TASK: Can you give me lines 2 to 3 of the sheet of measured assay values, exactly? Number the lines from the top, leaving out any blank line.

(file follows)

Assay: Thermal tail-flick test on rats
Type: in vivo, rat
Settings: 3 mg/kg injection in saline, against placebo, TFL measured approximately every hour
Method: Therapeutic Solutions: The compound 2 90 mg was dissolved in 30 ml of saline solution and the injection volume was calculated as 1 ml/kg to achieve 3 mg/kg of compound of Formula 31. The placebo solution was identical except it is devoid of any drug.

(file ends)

Type: in vivo, rat
Settings: 3 mg/kg injection in saline, against placebo, TFL measured approximately every hour